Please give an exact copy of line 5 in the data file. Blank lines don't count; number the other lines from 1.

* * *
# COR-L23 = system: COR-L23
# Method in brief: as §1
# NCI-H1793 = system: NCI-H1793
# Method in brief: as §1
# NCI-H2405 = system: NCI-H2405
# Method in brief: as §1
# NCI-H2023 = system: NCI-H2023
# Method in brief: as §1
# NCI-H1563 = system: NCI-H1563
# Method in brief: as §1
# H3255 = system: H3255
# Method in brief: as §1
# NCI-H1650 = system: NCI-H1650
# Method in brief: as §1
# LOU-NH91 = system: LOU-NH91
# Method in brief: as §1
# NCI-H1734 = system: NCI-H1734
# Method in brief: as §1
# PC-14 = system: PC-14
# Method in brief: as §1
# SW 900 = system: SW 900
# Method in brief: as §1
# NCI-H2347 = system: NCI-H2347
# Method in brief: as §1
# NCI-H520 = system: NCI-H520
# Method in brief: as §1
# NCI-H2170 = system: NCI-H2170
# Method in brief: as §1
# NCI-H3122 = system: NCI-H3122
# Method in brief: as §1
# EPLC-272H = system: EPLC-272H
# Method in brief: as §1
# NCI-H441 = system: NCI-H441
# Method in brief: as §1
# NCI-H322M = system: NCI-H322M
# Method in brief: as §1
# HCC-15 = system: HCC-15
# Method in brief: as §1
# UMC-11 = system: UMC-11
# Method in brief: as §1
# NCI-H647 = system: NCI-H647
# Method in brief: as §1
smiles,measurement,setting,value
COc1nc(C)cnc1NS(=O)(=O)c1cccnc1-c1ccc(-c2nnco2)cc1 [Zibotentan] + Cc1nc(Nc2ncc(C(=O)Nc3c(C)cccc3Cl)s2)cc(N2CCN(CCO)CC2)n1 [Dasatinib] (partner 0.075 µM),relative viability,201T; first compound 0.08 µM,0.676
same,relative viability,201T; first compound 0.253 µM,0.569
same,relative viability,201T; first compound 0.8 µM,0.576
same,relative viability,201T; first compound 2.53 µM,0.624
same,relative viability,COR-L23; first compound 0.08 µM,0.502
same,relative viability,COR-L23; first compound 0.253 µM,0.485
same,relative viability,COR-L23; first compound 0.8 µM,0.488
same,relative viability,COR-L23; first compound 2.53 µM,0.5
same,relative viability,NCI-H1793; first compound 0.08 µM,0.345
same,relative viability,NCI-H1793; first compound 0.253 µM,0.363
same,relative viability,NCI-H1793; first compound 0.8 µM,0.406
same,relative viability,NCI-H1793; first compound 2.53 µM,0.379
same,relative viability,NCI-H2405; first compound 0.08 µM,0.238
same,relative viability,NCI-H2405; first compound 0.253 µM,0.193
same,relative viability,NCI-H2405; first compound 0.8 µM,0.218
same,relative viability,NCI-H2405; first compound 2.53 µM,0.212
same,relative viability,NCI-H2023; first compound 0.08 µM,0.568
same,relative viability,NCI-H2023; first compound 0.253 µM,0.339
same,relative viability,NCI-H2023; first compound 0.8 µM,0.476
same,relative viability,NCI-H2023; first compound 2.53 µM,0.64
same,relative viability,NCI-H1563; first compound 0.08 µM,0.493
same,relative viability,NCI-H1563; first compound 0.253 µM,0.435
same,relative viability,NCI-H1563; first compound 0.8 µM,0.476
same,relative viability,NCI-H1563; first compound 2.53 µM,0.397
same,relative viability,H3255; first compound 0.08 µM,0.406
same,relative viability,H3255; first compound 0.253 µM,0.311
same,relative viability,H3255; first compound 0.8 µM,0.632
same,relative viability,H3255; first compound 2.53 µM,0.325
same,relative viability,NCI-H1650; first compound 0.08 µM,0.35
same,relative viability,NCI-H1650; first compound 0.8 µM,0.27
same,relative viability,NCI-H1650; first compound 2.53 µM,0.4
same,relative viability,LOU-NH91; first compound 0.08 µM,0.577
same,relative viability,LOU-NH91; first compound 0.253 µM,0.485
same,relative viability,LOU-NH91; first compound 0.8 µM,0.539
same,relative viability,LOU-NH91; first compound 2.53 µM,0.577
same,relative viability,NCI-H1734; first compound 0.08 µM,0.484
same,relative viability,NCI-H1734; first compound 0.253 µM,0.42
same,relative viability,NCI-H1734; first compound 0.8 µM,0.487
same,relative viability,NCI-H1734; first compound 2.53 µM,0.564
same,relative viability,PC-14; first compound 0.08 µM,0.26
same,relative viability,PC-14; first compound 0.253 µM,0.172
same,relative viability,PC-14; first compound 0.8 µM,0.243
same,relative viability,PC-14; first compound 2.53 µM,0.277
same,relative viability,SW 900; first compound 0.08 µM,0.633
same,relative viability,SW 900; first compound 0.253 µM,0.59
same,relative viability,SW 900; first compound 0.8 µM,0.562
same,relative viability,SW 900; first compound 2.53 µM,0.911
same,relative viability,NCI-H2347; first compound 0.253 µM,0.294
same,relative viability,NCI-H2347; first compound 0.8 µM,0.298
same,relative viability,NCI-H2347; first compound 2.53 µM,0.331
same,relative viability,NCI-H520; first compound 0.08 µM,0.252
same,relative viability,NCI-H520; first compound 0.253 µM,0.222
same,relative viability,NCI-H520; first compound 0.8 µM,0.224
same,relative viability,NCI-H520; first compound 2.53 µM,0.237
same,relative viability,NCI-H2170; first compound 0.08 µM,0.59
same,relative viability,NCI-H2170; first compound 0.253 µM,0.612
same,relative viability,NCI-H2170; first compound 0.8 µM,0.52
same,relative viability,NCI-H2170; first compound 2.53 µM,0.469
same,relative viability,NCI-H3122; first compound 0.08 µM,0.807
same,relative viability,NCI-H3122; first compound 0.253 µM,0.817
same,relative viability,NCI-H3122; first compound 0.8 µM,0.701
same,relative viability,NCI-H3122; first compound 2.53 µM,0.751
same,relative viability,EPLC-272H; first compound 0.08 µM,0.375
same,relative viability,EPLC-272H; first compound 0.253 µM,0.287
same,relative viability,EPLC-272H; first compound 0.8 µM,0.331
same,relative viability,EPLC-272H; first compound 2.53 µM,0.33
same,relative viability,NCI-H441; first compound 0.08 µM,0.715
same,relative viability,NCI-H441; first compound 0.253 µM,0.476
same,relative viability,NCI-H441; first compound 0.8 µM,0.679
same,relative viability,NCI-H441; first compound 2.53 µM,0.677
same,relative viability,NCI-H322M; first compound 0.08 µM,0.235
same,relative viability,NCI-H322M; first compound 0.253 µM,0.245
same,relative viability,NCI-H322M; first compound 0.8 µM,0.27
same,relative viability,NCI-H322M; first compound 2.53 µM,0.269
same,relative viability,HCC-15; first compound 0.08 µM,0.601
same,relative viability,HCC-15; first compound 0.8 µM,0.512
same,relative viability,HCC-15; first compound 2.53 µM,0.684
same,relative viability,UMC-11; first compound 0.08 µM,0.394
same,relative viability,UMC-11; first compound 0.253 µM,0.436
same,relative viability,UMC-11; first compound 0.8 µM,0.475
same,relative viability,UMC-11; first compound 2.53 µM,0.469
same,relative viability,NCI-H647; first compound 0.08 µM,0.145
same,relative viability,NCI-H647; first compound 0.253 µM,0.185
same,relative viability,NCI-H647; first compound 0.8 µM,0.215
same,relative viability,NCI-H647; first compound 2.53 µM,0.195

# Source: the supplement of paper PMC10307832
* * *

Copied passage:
# NCI-H2405 = system: NCI-H2405